Wednesday, June 1, 2016



Written by: Mark and Carol Fairall – Elder Justice Advocates
June 01, 2016

World Elder Abuse Awareness Day (WEAAD) is June 15th and this is its tenth year in existence. The United Nations established this awareness day to promote the better understanding of the abuse and neglect of the elderly. It is estimated that 10% of elderly Americans (six million) are victims of elder abuse, neglect, or financial exploitation every year. Sadly, less than four percent of these crimes are ever reported. The Administration for Community Living and the National Center on Elder Abuse encourages the public to increase elder abuse prevention education in order to fight ageism, elder isolationism, elder apathy across the nation.  

Elder Abuse is the intentional or neglectful acts that leads to or may lead to harming a vulnerable adult.  Elder abuse is the neglected stepchild of domestic violence and child abuse in the triangle of human violence. There are three types of elder abuse, which are: Neglect, Physical or Emotional Abuse, and Financial Exploitation.  An elder abuse victim is three times more likely to die than non-abused seniors. One senior is abused every five seconds in America.

Senior Fraud is the deception of the elderly with the intent to defraud, such as false advertising. Senior Financial Exploitation is the illegal use of the vulnerable adult’s resources for another person’s gain or profit.  Senior financial losses are estimated by TrueLink Financial in 2015 to be $36.48 billion every year. It is estimated that seven percent of the elderly experience money losses due to scams with average financial loss of $52,300.  Most of the victims are between 80 to 90 years old and women are twice as likely to be victims of scams. The elderly financial losses result in: the skipping medical care, going without meals, and depression.  Over 90% of senior financial losses are caused by family members stealing from them.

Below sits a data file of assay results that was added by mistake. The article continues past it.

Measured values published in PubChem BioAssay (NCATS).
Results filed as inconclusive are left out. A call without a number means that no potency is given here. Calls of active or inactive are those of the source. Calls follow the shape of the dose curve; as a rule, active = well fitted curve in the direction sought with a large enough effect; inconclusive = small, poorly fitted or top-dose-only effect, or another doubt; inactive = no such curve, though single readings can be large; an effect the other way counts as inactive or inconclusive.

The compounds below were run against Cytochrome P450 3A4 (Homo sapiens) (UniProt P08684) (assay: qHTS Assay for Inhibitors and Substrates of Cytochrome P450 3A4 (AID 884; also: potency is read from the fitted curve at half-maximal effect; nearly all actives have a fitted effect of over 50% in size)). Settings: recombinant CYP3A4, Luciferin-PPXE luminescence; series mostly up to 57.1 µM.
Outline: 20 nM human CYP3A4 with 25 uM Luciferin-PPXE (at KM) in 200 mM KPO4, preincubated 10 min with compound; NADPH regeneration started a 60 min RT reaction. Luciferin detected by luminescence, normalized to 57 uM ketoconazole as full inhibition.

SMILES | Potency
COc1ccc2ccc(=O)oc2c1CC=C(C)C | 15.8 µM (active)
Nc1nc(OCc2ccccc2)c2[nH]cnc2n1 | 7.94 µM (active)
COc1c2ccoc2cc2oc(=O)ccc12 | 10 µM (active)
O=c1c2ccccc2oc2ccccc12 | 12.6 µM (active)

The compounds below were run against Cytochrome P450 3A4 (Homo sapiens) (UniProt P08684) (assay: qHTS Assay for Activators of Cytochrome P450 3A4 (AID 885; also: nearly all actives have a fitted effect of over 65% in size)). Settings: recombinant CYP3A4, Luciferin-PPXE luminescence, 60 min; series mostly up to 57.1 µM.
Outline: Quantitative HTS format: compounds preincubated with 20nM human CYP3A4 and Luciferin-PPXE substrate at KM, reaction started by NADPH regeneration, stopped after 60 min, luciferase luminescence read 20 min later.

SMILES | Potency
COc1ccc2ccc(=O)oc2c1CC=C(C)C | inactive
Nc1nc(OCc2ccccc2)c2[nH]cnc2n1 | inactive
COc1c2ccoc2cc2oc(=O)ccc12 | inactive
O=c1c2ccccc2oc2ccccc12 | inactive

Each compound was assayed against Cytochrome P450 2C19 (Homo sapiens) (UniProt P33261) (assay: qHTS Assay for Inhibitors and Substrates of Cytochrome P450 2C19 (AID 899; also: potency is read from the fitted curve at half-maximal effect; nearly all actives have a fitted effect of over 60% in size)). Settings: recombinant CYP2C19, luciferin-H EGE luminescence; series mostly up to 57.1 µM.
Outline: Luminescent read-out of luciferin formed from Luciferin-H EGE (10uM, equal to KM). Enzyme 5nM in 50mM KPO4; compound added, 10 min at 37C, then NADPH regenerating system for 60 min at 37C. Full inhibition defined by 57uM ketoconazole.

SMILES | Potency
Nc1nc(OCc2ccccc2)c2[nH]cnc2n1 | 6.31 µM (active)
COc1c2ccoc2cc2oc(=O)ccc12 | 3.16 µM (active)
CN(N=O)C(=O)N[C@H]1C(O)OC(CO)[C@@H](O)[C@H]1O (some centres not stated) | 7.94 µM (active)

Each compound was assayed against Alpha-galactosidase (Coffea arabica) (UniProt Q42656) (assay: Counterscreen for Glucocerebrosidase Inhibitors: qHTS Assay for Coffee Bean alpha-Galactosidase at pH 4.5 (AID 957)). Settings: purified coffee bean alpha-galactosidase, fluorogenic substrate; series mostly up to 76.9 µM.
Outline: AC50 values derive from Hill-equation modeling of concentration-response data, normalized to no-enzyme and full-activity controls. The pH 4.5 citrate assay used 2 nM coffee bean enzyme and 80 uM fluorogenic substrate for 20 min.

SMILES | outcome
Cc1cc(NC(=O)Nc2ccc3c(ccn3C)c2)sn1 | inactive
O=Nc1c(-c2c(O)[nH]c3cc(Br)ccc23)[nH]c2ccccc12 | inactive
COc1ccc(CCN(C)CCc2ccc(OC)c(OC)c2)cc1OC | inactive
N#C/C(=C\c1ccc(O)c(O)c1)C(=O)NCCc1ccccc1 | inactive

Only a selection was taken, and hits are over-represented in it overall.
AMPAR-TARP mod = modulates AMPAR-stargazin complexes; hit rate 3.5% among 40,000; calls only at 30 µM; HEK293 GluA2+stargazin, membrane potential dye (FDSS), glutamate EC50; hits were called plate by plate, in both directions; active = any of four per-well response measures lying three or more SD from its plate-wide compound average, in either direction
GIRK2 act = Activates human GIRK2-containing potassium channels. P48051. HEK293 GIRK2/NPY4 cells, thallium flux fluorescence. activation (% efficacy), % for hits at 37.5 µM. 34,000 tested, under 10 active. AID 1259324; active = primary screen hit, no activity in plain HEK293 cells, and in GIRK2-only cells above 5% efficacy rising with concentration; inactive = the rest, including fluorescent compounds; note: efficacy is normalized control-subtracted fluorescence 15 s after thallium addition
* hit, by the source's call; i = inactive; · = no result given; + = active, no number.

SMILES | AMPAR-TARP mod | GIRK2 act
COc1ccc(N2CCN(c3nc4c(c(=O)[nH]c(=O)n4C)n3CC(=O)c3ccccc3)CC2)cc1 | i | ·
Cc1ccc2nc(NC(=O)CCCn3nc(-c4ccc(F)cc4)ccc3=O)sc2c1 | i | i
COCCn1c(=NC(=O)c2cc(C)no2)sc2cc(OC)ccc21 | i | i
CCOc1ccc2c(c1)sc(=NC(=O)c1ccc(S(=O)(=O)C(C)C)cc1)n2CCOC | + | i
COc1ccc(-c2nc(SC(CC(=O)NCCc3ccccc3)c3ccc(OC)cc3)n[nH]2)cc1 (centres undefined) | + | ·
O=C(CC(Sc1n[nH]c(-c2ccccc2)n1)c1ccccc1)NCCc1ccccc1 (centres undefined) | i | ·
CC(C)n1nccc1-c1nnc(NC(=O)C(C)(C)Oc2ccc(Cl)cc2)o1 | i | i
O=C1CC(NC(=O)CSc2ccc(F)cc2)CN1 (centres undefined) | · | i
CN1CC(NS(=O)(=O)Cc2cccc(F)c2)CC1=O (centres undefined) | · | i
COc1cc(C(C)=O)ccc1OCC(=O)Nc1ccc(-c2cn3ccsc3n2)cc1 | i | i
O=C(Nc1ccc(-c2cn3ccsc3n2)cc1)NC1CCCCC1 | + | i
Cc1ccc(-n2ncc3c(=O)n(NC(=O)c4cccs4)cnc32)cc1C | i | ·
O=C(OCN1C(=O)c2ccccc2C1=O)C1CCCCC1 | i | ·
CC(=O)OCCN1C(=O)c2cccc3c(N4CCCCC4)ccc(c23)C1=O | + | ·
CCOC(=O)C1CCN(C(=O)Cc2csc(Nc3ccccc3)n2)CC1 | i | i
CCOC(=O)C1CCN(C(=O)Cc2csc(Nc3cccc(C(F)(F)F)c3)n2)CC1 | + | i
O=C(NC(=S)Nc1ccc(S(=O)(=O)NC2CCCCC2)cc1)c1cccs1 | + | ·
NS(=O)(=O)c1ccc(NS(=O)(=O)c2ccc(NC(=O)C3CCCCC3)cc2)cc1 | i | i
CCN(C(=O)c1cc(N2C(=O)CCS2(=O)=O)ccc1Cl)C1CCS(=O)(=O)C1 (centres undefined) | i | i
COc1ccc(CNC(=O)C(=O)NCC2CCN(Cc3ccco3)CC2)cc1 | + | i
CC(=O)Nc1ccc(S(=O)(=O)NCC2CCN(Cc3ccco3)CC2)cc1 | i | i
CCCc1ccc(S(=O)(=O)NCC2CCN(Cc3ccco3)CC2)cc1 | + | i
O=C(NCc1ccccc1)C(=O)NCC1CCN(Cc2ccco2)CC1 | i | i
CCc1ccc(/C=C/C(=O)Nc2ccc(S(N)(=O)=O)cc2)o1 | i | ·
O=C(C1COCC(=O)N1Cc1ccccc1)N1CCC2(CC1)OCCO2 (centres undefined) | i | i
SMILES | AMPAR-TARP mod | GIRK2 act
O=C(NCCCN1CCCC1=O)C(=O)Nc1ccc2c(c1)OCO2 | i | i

The top financial scams against seniors are:
1.   Health Care / Medicare / Health Insurance Fraud,
2.   Counterfeit prescription drugs,
3.   Funeral & cemetery scams,
4.   Fraudulent anti-aging products,
5.   Telemarketing,
6.   Internet fraud,
7.   Investment Schemes,
8.   Homeowner / Reverse Mortgage Scams,
9.   Sweepstakes & Lottery Scams, and
10. The Grandparent Scam.

Useful Tips to Prevent being scammed:
1.  Stay informed on what scams are going on.
2.  Don’t live in isolation but share information with friends and family.
3.  Have all background checks on all in-home caregivers.
4.  Properly research senior living facilities for complaints and inspection reports.
5.  Keep an inventory and pictures of all jewelry plus lock them up in a secured container.
6.  Use good financial practices, such as: securing your checkbook, keep limited cash at home, and use good financial planners.
7.  Use a shredder to shred your mail and important documents.
8.  Never allow mail to sit in an unsecured mail box.
9.  Obtain a Credit Report twice a year and check for identity theft.
10. Have caller ID on your phone and don’t answer it unless you know who is calling.
11. Be careful on the Internet and only buy on secured sites.
12. Have a duplicate bank statement sent to a trusted family member.
13. Choose a handyman wisely that is referred from a reputable source.
14. Always be on guard at your front door and possibly have a dog for protection.
15. Don’t be a silent-victim but report any elder abuse or fraud to the authorities.

In 2010, the Federal Government passed the $777 million Elder Justice Act. So far only $13 million has been used to fight elder abuse.  Elder Rights are not recognized as a constitutionally protected class. Once this is passed elder abuse and fraud could be prosecuted with increased vigor and with harsher penalties as “Hate Crimes” against one class of Americans. More needs be done by the Federal Government to better protect the Rights of the Elderly.

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